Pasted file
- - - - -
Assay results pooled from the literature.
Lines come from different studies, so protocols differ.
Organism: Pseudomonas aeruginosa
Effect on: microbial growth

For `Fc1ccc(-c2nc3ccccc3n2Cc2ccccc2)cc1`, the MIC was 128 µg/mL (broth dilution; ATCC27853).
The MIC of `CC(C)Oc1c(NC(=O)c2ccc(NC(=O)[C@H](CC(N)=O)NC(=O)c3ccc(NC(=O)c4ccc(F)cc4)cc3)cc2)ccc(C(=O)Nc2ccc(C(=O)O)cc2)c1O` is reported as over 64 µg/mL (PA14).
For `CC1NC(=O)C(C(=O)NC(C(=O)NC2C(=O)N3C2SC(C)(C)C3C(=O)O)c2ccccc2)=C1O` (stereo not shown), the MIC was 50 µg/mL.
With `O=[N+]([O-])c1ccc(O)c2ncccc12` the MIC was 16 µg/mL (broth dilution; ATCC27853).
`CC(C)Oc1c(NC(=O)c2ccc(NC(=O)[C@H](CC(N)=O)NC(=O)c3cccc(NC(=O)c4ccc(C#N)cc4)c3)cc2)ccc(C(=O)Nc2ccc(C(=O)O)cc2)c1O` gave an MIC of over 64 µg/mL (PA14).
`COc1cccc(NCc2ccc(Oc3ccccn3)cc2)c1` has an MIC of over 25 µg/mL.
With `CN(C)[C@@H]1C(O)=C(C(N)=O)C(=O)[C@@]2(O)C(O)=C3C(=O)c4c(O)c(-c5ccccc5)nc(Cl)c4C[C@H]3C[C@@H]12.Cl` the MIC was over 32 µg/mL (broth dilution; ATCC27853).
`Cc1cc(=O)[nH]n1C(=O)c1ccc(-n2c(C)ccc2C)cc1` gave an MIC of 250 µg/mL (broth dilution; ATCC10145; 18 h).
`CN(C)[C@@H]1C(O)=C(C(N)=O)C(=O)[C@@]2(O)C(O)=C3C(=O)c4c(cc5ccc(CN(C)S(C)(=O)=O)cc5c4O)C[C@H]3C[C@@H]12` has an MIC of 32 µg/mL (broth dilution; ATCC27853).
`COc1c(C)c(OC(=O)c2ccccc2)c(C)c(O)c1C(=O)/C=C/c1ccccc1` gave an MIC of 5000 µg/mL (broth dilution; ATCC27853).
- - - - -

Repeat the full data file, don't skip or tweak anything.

Assay results pooled from the literature.
Lines come from different studies, so protocols differ.
Organism: Pseudomonas aeruginosa
Effect on: microbial growth

For `Fc1ccc(-c2nc3ccccc3n2Cc2ccccc2)cc1`, the MIC was 128 µg/mL (broth dilution; ATCC27853).
The MIC of `CC(C)Oc1c(NC(=O)c2ccc(NC(=O)[C@H](CC(N)=O)NC(=O)c3ccc(NC(=O)c4ccc(F)cc4)cc3)cc2)ccc(C(=O)Nc2ccc(C(=O)O)cc2)c1O` is reported as over 64 µg/mL (PA14).
For `CC1NC(=O)C(C(=O)NC(C(=O)NC2C(=O)N3C2SC(C)(C)C3C(=O)O)c2ccccc2)=C1O` (stereo not shown), the MIC was 50 µg/mL.
With `O=[N+]([O-])c1ccc(O)c2ncccc12` the MIC was 16 µg/mL (broth dilution; ATCC27853).
`CC(C)Oc1c(NC(=O)c2ccc(NC(=O)[C@H](CC(N)=O)NC(=O)c3cccc(NC(=O)c4ccc(C#N)cc4)c3)cc2)ccc(C(=O)Nc2ccc(C(=O)O)cc2)c1O` gave an MIC of over 64 µg/mL (PA14).
`COc1cccc(NCc2ccc(Oc3ccccn3)cc2)c1` has an MIC of over 25 µg/mL.
With `CN(C)[C@@H]1C(O)=C(C(N)=O)C(=O)[C@@]2(O)C(O)=C3C(=O)c4c(O)c(-c5ccccc5)nc(Cl)c4C[C@H]3C[C@@H]12.Cl` the MIC was over 32 µg/mL (broth dilution; ATCC27853).
`Cc1cc(=O)[nH]n1C(=O)c1ccc(-n2c(C)ccc2C)cc1` gave an MIC of 250 µg/mL (broth dilution; ATCC10145; 18 h).
`CN(C)[C@@H]1C(O)=C(C(N)=O)C(=O)[C@@]2(O)C(O)=C3C(=O)c4c(cc5ccc(CN(C)S(C)(=O)=O)cc5c4O)C[C@H]3C[C@@H]12` has an MIC of 32 µg/mL (broth dilution; ATCC27853).
`COc1c(C)c(OC(=O)c2ccccc2)c(C)c(O)c1C(=O)/C=C/c1ccccc1` gave an MIC of 5000 µg/mL (broth dilution; ATCC27853).